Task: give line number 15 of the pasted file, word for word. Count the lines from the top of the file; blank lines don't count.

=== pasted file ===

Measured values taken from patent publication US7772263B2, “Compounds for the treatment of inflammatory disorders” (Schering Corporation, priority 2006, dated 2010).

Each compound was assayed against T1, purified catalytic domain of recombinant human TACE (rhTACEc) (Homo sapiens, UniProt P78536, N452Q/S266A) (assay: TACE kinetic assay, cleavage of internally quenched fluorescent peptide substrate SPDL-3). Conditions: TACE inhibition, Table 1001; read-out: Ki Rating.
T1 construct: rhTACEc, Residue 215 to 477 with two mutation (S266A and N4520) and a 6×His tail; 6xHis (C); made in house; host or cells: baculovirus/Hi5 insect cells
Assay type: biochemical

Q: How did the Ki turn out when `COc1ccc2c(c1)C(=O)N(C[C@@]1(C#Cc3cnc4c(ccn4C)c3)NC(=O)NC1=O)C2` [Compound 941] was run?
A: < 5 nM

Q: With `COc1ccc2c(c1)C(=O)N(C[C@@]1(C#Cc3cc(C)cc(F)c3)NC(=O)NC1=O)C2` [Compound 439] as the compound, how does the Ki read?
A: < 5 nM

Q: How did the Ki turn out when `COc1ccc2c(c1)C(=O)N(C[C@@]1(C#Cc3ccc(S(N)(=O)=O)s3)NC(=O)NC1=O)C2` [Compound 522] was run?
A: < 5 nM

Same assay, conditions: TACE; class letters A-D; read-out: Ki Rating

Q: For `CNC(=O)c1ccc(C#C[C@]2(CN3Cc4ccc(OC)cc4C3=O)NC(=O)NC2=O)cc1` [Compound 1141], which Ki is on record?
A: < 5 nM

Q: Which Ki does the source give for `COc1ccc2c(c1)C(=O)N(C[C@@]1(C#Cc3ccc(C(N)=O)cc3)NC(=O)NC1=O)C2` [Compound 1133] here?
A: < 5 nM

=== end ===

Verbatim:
A: < 5 nM